Israeli-Turkish rapprochement crucial for region, says Erdoğan

SERDAR KARAGÖZ @serdarkaragoz
Israeli-Turkish rapprochement crucial for region, says Erdoğan

Speaking to journalists during his trip back from Turkmenistan President Erdoğan said normalization between Turkey and Israel was for the good of the entire region, repeating Turkey's three preconditions for any thaw. In the past week, certain signs from Israel sparked a new debate about the Israeli desire to mend relations with Turkey

President Recep Tayyip Erdoğan, speaking to journalists during his trip back from the Neutrality Conference in Turkmenistan over the weekend, said a diplomatic thaw between Turkey and Israel was for the good of the entire region, repeating Turkey's three preconditions for any thaw. In the past week, certain signs from Israel sparked a new debate about the Israeli desire to re-establish links with Turkey.

Israeli Energy Minister Yuval Steinitz voiced governmental discussions over possible natural gas exports to Turkey while the appointment of Yossi Cohen, a close ally of Israeli Prime Minister Benjamin Netanyahu and an expert on the region, as the new chief of Mossad was seen as a signal that the country wants to create an avenue to improve ties with regional countries, especially Turkey.

Erdoğan said that out of Turkey's three conditions, which are an apology for the 2010 Mavi Marmara massacre of Turkish activists by Israeli forces, compensation for the victims' families and an end to the blockade of the Gaza Strip, only the first one was fulfilled. Erdoğan, during the interview, touched on Iraq, which he criticized for filing a complaint against Turkey at the U.N., and also described Donald Trump as an unsuccessful politician for his Islamophobic remarks.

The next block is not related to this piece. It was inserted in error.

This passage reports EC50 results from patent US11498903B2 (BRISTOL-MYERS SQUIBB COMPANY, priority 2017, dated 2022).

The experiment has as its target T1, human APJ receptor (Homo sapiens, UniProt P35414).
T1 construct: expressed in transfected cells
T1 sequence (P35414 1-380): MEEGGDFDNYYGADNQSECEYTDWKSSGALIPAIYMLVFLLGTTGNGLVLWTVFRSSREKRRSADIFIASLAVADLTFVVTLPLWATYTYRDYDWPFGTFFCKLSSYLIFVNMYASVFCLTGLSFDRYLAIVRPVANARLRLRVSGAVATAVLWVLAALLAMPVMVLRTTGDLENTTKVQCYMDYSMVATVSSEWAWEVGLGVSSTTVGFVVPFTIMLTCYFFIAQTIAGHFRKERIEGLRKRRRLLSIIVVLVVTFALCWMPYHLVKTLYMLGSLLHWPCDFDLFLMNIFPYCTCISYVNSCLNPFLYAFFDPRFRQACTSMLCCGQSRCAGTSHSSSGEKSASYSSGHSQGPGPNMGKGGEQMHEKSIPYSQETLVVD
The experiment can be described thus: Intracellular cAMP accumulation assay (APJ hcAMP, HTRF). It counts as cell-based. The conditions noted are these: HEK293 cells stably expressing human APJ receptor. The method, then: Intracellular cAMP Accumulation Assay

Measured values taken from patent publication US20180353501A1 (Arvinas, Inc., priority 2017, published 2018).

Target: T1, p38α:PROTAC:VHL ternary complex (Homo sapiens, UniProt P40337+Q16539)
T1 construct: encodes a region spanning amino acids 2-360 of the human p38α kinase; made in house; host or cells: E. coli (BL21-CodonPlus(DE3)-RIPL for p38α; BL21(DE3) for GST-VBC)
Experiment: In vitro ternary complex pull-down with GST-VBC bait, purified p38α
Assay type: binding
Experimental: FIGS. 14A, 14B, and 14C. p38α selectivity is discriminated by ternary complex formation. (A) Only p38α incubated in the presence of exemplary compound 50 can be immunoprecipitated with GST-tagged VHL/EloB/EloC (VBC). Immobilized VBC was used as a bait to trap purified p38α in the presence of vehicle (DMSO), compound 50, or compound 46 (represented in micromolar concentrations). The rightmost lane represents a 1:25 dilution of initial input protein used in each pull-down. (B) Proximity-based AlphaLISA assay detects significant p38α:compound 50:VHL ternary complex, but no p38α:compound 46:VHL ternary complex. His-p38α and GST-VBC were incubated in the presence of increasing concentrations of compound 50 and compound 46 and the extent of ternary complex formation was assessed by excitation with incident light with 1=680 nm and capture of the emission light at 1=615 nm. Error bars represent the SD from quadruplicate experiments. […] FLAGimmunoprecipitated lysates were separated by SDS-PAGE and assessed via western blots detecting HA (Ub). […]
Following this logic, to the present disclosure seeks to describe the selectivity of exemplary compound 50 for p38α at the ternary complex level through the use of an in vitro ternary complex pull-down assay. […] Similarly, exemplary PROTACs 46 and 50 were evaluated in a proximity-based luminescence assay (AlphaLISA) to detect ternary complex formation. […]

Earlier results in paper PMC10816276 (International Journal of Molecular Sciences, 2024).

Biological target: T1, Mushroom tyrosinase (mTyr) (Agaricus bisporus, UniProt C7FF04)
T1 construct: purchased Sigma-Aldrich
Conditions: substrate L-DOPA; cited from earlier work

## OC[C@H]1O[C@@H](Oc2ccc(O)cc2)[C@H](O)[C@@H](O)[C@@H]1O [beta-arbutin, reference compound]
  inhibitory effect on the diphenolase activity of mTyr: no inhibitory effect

"I already said that once the compensation and the embargo problems were resolved, normalization process may start. This normalization process would be good for us, Israel, Palestine and the entire region. The region definitely needs this. I don't believe the Israeli public is pleased with the current state of relations. We need to consider the interests of the people of the region and introduce peace," he said.

On his meetings in Turkmenistan, Erdoğan said he had the opportunity to meet with Turkmen President Gurbanguly Berdymuhamedow along with Georgian President Giorgi Margvelashvili, Iranian First Deputy President İshak Cihangir and Pakistani Prime Minister Nawaz Sharif. There were also comprehensive meetings with Belarussian President Alexander Lukashenko, Kyrgyz President Almazbek Atambayev and Croatian President Kolinda Grabar-Kitarovic. He said the talks centered on developing trade ties and that most had proposed to mediate the differences between Turkey and Russia.

When asked whether natural gas trade came up during his discussions with the Turkmen president, Erdoğan said: "Turkmenistan's main problem concerning natural gas is Russia, which has decreased gas purchases from 40 billion cubic meters a year to 4 billion a year. They are now searching for alternative markets. China currently is the main buyer. They are now readying to build a gas pipeline that will reach India."